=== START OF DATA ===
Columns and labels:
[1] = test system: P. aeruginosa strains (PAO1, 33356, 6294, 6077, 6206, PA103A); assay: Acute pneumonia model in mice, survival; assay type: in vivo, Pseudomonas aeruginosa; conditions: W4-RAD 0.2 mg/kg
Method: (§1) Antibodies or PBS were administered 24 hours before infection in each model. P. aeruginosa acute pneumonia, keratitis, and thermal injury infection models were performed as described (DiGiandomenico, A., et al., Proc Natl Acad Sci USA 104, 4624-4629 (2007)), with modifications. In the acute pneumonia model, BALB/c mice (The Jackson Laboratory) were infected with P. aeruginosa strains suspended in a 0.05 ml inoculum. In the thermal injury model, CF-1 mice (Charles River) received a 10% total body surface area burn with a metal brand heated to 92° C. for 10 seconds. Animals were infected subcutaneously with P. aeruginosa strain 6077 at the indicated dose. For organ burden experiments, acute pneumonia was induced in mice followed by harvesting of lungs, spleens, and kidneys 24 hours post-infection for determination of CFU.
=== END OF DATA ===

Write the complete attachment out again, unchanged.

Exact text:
Columns and labels:
[1] = test system: P. aeruginosa strains (PAO1, 33356, 6294, 6077, 6206, PA103A); assay: Acute pneumonia model in mice, survival; assay type: in vivo, Pseudomonas aeruginosa; conditions: W4-RAD 0.2 mg/kg
Method: (§1) Antibodies or PBS were administered 24 hours before infection in each model. P. aeruginosa acute pneumonia, keratitis, and thermal injury infection models were performed as described (DiGiandomenico, A., et al., Proc Natl Acad Sci USA 104, 4624-4629 (2007)), with modifications. In the acute pneumonia model, BALB/c mice (The Jackson Laboratory) were infected with P. aeruginosa strains suspended in a 0.05 ml inoculum. In the thermal injury model, CF-1 mice (Charles River) received a 10% total body surface area burn with a metal brand heated to 92° C. for 10 seconds. Animals were infected subcutaneously with P. aeruginosa strain 6077 at the indicated dose. For organ burden experiments, acute pneumonia was induced in mice followed by harvesting of lungs, spleens, and kidneys 24 hours post-infection for determination of CFU.